Chiheb Esseghaier, one of the men found guilty in a terrorist plot to derail a Via Rail passenger train between Canada and the U.S., wishes to appeal his life sentence after undergoing treatment for schizophrenia.
Esseghaier and his co-accused, Raed Jaser, were found guilty in March 2015 of a total of eight terror-related charges between them — including conspiring to commit murder for the benefit of, at the direction of or in association with a terrorist group.
Only Esseghaier was found guilty of conspiring to derail a Via Rail passenger train heading from New York to Toronto by drilling a hole into a railway bridge under cover of darkness.
They were sentenced to life in prison in September 2015 after being found fit to stand trial, with no chance of parole until 2023.
Erin Dann, a court-appointed amicus or legal assistant, said Esseghaier is currently serving his time in a British Columbia prison and is taking antipsychotic medication for schizophrenia.
“He has told me that he wants to appeal his sentence so he will be making an application to the Court of Appeal to extend the time to file a notice of appeal against the sentence,” she said Wednesday, adding the notice would be filed in the very near future.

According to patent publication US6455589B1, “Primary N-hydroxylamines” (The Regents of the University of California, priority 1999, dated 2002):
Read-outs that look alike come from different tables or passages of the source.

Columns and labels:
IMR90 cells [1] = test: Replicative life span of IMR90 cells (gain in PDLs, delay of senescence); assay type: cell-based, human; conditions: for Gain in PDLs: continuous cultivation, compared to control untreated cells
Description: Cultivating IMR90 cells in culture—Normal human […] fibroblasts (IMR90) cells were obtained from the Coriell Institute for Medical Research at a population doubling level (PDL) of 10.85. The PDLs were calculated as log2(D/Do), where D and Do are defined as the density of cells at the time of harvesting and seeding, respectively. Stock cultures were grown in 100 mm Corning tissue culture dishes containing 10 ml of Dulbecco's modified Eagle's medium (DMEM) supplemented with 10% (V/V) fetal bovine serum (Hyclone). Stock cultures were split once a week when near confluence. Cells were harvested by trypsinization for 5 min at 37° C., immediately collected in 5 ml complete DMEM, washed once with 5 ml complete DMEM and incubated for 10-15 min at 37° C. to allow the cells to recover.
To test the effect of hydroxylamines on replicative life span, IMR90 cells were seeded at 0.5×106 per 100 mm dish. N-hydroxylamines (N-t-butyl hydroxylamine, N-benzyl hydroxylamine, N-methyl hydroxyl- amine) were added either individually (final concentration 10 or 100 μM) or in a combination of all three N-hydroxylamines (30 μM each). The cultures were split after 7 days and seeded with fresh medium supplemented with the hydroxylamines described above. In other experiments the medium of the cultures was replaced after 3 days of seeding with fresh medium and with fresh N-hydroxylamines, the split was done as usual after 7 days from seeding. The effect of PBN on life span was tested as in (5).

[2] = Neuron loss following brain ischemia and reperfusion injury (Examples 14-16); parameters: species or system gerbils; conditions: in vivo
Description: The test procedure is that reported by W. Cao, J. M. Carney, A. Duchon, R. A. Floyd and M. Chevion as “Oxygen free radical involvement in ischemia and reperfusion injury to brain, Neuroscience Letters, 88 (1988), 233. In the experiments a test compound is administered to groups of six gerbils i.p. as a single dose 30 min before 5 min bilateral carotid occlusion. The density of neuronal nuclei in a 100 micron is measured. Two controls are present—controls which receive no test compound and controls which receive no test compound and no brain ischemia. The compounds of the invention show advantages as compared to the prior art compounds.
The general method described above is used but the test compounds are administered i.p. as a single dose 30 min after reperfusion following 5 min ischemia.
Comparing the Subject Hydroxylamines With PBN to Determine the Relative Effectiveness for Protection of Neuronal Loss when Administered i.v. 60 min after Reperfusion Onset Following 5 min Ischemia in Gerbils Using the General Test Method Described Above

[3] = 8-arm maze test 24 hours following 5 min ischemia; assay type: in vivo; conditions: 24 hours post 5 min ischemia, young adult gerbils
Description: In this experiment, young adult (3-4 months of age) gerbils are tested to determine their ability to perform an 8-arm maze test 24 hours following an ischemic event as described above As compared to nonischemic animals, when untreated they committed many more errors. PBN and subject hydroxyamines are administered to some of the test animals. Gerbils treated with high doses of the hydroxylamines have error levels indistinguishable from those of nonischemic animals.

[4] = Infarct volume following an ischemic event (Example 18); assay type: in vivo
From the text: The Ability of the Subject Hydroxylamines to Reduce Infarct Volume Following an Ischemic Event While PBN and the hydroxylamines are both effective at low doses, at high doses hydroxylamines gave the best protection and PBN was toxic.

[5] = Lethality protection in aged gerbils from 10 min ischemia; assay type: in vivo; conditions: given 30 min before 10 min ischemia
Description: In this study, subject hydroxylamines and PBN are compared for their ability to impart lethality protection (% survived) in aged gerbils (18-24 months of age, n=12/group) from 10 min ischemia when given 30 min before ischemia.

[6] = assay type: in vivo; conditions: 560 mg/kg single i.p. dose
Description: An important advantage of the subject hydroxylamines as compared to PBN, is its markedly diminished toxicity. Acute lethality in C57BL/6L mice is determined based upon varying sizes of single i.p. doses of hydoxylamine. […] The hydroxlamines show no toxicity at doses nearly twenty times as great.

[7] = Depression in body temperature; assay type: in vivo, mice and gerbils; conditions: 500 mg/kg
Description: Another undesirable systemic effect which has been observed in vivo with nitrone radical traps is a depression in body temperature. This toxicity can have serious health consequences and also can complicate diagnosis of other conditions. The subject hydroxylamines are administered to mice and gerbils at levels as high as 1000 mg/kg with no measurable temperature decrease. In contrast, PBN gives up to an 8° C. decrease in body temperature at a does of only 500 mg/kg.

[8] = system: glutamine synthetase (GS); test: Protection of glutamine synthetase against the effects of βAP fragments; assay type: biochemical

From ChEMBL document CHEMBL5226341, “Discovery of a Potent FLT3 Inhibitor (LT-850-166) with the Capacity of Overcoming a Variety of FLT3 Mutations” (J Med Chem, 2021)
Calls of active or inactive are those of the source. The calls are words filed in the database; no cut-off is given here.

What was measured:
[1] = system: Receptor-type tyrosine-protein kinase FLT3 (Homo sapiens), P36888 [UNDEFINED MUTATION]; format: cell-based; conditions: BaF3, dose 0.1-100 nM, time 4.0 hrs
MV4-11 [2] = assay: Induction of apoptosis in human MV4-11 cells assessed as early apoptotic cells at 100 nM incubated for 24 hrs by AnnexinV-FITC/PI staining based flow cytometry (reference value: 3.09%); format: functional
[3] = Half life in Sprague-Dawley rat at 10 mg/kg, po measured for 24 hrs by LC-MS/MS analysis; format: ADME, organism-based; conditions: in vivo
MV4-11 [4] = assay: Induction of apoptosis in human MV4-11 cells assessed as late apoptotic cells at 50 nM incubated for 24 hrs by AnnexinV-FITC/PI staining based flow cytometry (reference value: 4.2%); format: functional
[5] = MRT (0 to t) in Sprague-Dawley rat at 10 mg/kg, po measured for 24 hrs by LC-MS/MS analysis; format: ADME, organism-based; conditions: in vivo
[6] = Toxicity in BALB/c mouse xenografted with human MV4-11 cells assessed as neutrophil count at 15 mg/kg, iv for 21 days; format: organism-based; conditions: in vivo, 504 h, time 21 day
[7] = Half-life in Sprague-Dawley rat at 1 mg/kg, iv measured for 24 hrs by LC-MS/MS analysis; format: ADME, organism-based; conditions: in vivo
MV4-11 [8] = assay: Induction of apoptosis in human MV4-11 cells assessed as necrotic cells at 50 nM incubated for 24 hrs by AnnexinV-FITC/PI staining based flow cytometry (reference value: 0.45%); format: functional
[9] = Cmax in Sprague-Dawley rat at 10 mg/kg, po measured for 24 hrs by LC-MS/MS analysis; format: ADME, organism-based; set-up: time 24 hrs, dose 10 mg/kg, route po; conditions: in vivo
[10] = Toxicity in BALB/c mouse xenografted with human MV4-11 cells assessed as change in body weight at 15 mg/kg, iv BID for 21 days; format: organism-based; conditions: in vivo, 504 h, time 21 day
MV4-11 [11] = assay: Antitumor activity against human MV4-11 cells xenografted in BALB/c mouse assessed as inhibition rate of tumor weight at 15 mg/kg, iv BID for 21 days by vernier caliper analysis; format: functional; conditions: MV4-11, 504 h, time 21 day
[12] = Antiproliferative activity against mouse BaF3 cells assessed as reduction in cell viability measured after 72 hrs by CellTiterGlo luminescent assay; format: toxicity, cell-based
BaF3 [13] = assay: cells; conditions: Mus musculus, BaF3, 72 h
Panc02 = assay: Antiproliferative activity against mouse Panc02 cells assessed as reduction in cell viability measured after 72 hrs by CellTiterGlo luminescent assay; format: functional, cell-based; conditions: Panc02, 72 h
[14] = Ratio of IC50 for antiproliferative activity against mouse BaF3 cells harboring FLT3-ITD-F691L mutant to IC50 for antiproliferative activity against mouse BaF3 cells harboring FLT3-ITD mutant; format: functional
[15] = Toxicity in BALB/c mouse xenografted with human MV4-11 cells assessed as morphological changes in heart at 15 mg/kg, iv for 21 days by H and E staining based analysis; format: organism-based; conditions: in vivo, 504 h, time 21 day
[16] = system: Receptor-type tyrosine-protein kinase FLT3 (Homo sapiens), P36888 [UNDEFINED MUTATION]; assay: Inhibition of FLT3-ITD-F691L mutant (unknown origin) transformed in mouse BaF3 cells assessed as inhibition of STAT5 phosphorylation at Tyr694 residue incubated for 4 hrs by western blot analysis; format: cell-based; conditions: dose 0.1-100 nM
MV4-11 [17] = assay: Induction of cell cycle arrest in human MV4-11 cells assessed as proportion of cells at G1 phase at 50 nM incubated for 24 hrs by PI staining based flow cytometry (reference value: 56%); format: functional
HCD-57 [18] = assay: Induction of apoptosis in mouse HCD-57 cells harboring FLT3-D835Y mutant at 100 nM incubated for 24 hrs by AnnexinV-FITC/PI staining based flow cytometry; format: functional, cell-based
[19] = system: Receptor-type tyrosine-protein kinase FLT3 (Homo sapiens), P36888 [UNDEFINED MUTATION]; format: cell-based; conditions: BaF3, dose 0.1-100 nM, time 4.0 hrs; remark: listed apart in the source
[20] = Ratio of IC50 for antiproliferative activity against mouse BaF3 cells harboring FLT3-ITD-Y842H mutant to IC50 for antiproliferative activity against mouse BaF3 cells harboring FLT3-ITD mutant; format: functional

“The basis for his request is essentially that he has been treated with antipsychotic medication and now sort of understands the severity of the sentence and wishes to appeal it.”
During the trial, Judge Michael Code dismissed two forensic psychiatrists’ findings that Esseghaier is severely mentally ill, actively psychotic, and probably suffered from schizophrenia.
Code said he wasn’t convinced Esseghaier, who has insisted on representing himself, was schizophrenic — and instead believed he was just a religious extremist.
VIDEO: Two men convicted of a deadly plot to derail a VIA Rail passenger train sentenced to life in prison (Sept. 23, 2015)
Previously, the amicus appointed to advise the court on Esseghaier’s behalf had asked for Esseghaier to be hospitalized and treated for his illness, and for him to be assessed to determine to what degree, if any, mental illness influenced or was responsible for his actions.
Code rejected that request and said during the trial that justice demands the two be sentenced as soon as possible. But he did agree to have a psychiatrist assess Esseghaier once he was in prison.
With files from The Canadian Press